Distaff is an Anglo-Saxon word for a very ancient tool. It was a staff on which wool or flax was wound in the process of spinning. It was held under the left arm, and the fibres of the material were drawn from it through the fingers of the left hand, and twisted spirally by the forefinger and thumb of the right, with the aid of the drop spindle, round which the thread, as it was twisted or spun, was wound. I’ve tried this. It is not easy!!!
And apparently, as we see in this manuscript drawing, medieval women found other uses for the distaff as well.
Probably one of the most recognized street names from the Anglo-Saxon period is this one:
It was a road built by the Romans that ran from Dover to Wroxeter, and in the late 9th century it appears as Wæclingastræt. It was significant for the Anglo-Saxons because, from the time of King Alfred its diagonal path from London northward separated the Anglo-Saxons from the Danes who settled in England. Interestingly, as far as I can tell, it ran from Dover only as far as the Thames, then picked up again on the other side of London. There was no Watling Street that ran through the city. The Watling Street that is there now was originally called Æthelingstrete. An ætheling was a royal son, and this Old English term meant throne-worthy. The late Anglo-Saxon king Æthelred II had several grown sons, all æthelings. And I would bet money that one or more of them had a residence on Æthelingstrete – now Watling Street – at some time in the 11th century. Today the street looks like this, and there’s a nice pub on the corner to commemorate the Legions.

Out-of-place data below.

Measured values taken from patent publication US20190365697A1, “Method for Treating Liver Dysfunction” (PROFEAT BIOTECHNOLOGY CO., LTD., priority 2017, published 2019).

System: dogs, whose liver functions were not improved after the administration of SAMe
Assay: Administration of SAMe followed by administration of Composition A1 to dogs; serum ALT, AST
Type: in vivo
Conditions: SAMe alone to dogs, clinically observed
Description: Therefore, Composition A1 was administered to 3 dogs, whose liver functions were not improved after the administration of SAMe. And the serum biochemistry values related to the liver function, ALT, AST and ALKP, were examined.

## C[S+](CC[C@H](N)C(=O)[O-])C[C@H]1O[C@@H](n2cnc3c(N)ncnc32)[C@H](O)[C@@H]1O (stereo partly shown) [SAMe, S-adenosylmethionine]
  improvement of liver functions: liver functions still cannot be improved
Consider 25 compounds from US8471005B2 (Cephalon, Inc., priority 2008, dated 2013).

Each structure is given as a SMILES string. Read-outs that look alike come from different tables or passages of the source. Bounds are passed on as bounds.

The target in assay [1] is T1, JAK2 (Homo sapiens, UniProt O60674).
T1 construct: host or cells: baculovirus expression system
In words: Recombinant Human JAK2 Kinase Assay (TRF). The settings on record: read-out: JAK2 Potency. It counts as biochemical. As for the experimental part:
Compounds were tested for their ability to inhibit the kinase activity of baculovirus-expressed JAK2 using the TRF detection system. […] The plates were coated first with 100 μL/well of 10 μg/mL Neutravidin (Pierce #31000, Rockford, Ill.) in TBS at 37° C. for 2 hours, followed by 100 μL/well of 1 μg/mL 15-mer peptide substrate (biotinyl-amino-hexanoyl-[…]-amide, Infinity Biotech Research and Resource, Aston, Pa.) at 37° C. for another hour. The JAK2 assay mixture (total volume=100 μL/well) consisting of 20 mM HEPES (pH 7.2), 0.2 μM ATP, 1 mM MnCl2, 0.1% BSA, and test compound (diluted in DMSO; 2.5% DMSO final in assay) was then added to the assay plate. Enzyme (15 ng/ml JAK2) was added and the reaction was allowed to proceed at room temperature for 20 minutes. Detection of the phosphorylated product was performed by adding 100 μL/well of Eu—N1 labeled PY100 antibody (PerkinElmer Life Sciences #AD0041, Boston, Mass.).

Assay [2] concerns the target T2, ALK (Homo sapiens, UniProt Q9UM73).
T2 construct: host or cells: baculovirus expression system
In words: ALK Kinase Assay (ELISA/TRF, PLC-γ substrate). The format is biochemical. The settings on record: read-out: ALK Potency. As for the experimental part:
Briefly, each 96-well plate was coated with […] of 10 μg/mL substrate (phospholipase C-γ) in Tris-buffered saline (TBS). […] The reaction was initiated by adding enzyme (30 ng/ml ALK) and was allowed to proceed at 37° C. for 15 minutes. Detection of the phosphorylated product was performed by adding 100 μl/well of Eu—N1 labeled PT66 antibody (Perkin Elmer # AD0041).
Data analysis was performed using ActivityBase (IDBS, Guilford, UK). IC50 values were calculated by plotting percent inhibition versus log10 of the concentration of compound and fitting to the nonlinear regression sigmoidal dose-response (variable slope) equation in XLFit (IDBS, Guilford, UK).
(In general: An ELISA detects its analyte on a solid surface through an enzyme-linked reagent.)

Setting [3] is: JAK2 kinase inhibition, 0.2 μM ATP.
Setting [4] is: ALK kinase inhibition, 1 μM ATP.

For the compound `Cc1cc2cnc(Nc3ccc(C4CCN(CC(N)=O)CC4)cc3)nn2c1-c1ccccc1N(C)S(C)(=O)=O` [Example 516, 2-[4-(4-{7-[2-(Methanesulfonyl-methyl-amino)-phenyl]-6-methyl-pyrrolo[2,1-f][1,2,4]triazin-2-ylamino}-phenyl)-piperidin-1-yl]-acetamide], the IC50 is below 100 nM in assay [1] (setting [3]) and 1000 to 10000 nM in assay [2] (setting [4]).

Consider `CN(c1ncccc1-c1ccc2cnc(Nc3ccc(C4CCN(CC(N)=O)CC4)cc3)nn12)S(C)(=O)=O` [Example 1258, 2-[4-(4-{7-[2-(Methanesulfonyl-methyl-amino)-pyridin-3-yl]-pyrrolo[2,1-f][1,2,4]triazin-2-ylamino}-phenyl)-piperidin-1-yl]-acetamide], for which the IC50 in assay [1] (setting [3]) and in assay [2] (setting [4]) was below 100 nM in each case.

I hope you have enjoyed the posts this week, and that perhaps they will inspire you to think about the history behind the street names where you live because, as William Faulkner reminds us:
The past is never dead. It’s not even past.